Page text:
Amanda told Richard that her great-grandfather was a man named Patrick Chaisson, and he told her it couldn’t be right.
“Then she mentioned the brother Edward and sister Teresa, and I said ‘Now I know who you are. You’re not Patrick Chaisson’s great-granddaughter; you’re Michael Chaisson’s great-granddaughter and that’s my grandfather’s brother. The rest of it just fell in place. I knew everything she wanted to know and she started sending me pictures from Scotland from when her grandfather, who was my dad’s first cousin, went to Scotland in 1940 with the forestry unit.”
Amanda said she was very surprised to learn that so many of the family still lived in the same area.
“That just blew me away. I couldn’t believe it, and when I started getting the hits coming in, saying ‘yeah, we’re in Searston,’ I thought ‘oh my God, could this be the same Chaissons?’ Every single Chaisson that got in touch was my family.”
In Amanda’s shoebox full of old photos a lot of people have been identified.
“It’s been pretty interesting I must say,” said Richard. “I sent her a lot of information that she liked. I sent her direct family line, right from her to the first of our recorded family history in France in 1600. I spent years at that, and we’ve gotten a whole family out of it. Her father and I are second cousins. Up until that phone call that morning, I never knew they existed.”
Amanda said she and her Newfoundland family talk all the time.
“We talk every day – video chat and things – so it’s great. I couldn’t be happier. When I go over, probably the first stop I’ll make will be to St. Andrew’s. There’s a graveyard there and my great-grandparents are all buried in there, so that would be a great starting point.”
Richard said finding out about Amanda, her sister Karen, and her dad Ian, has been unreal.
“It’s pretty surreal. To meet somebody you didn’t know even existed and to feel so connected so fast, it’s pretty amazing. It made my family tree research worth it.”
Amanda said next year she hopes to make the trip to Newfoundland to meet her family face to face.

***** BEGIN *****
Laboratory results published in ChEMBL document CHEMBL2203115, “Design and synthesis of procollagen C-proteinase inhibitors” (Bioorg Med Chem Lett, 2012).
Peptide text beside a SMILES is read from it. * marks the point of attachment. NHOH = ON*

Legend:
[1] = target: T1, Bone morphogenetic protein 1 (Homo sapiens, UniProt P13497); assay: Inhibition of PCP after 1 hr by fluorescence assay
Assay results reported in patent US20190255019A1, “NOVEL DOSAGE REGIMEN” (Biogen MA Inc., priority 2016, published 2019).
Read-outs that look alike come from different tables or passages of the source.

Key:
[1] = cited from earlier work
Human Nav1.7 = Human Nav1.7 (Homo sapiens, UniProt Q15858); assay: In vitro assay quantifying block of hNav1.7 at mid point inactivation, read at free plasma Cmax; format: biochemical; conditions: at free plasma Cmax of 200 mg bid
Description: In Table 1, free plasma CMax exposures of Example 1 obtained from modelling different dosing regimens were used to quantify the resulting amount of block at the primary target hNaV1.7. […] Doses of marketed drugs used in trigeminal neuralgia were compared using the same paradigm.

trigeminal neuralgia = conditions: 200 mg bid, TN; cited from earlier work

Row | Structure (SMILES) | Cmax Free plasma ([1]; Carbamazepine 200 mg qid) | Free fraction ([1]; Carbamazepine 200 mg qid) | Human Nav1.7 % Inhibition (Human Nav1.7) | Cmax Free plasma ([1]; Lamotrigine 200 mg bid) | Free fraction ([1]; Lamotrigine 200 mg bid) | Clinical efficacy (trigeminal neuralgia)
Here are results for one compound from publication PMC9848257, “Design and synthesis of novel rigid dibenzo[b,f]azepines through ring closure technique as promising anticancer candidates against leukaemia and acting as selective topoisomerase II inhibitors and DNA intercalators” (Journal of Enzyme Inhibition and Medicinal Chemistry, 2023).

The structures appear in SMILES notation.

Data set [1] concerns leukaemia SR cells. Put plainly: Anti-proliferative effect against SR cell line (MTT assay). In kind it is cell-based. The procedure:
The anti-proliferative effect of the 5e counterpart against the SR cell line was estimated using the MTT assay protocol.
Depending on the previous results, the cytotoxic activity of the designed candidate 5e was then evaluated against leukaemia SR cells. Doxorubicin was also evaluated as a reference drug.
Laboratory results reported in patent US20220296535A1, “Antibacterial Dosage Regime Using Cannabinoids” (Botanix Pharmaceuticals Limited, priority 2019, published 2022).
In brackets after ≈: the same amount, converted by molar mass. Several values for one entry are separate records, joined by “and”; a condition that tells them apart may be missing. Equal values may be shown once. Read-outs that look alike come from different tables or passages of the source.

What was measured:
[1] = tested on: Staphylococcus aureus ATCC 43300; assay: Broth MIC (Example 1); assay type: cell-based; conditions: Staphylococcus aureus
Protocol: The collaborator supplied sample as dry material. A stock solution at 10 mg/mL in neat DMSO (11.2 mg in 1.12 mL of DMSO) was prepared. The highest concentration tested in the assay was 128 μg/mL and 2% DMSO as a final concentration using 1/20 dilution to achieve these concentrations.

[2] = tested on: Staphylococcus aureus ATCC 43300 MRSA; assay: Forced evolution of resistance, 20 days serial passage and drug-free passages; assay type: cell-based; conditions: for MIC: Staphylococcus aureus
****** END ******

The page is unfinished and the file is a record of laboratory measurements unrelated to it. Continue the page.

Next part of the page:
“We’re thinking of going over next year; hopefully my dad is coming with me because he would like to meet his cousins, so that’d be great and we are thinking the summer. It would be wonderful to get over there and see everybody,” said Amanda. “Me and my partner were thinking about getting married this year, but we were half-thinking we would hold off because it would be fantastic to get married out in Codroy Valley, so we’re thinking of that. Richard’s wife, Judy, is getting all excited, wanting to plan everything. It could happen. It’s a possibility, but it’s not a given yet.”
Amanda said coming to Newfoundland would be the trip of a lifetime.
each other years ago, but that’s just the way it worked out. It would’ve been great if Richard’s father was still alive because he would’ve remembered my grandfather and would have a lot of things to say to my father about his father out there, but we’ve kind of lost that generation which is a shame. But there are others there, some of Dad’s first cousins are out there as well who are desperate to speak to him. That’s still to take place.”
Amanda said she is excited to be able to fill in the gaps that were missing in her family tree.
“I’ve always been able to tell people my last name is from Newfoundland, my grandfather was there, but that’s where my story used to stop because I didn’t know anything else, but now I’ve got so much more to tell.”